Artillery piece is moved onto line with the battery Battle of Kennesaw Mountain re-enactment.
Commemoration of the Battle of Kennesaw Mountain
In 1999, the 135th anniversary of the Civil War
Battle of Kennesaw Mountain was commemorated with three days of
activities and the opening of new addition to the visitor center at
Kennesaw Mountain National Battlefield Park. Although it was a
rainy weekend, an estimated 40,000 people viewed one or more
programs, which included infantry drills, a cavalry drill, civilian
society demonstrations, camp life programs, and a six-gun union
artillery battery at the anniversary celebration.
The Battle of Kennesaw Mountain on June 27, 1864, was
an important battle of the Atlanta campaign by Union General
William Sherman to launch a full-scale frontal assault on the
entrenched position of General Joseph Johnston's Rebels. Eventually
Sherman abandoned his frontal assault and went back to his famous
flanking maneuvers. This battle cost the lives of 3,000 Union
soldiers, and 1,000 Confederates. On September 2, 1864, the first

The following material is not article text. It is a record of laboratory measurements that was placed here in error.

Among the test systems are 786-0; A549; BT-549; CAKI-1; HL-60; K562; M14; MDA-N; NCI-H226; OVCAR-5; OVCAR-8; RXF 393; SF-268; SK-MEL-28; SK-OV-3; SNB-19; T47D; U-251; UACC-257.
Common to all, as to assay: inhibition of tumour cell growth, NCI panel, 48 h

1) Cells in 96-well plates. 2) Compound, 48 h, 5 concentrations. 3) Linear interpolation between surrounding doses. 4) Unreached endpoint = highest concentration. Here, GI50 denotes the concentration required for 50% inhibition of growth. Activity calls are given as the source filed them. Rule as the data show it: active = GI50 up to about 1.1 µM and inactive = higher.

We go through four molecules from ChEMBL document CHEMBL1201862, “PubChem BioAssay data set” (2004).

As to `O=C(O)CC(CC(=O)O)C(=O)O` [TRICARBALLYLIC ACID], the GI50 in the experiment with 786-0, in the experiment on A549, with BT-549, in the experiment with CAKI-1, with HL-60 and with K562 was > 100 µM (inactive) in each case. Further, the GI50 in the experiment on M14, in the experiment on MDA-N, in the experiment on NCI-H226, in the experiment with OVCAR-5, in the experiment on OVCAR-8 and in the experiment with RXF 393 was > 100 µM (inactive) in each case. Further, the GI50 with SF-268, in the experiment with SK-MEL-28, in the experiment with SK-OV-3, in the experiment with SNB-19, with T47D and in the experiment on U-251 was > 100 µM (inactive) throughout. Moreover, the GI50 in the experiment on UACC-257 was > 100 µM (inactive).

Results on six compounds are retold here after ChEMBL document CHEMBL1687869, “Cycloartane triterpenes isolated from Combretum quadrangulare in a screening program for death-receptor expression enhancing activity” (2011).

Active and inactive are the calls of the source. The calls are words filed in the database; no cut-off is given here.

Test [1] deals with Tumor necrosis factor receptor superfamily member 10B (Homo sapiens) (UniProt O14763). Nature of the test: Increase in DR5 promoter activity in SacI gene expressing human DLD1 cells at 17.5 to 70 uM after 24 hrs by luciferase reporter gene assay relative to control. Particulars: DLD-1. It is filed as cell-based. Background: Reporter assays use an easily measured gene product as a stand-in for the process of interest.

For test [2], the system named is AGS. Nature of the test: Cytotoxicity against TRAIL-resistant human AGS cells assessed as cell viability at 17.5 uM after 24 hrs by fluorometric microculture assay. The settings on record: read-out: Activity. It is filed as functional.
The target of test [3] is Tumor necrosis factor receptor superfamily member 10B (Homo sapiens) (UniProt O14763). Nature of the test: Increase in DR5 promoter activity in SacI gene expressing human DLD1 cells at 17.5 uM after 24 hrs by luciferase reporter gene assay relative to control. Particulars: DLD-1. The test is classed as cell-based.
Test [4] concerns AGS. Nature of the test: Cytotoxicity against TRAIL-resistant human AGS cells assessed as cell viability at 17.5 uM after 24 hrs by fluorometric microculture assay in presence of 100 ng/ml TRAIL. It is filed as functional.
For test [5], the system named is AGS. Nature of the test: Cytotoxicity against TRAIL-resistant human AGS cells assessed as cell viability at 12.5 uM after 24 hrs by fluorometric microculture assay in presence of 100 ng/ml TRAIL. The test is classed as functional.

Union troops occupied Atlanta, which was destroyed during the next
Following the war, a number of veteran reunions were
held at battlefields. Several battlefields, which did not include
Kennesaw, were saved from destruction for professional military and
historical study. Civil War veterans from Illinois, however,
purchased 60 acres at the center of the Kennesaw battlefield where
they had been heavily engaged on June 27. They also erected a
monument to commemorate the heroic deeds of the men and officers
that day. Kennesaw was authorized as a national battlefield on
February 8, 1917, and became a national park in 1935. Over time the
area around the park has become greatly developed. Since 1935,
surrounding communities have participated in the battle's annual
commemoration, which continues to draw larger crowds as interest
grows yearly about the war, its causes, implications, and
Documentation includes a text report and photographs
of the 1999 commemoration.
Originally submitted by: Bob Barr, Representative (7th District).
The Local Legacies project provides a "snapshot" of American Culture as it was expressed in spring of 2000. Consequently, it is not being updated with new or revised information with the exception of "Related Website" links.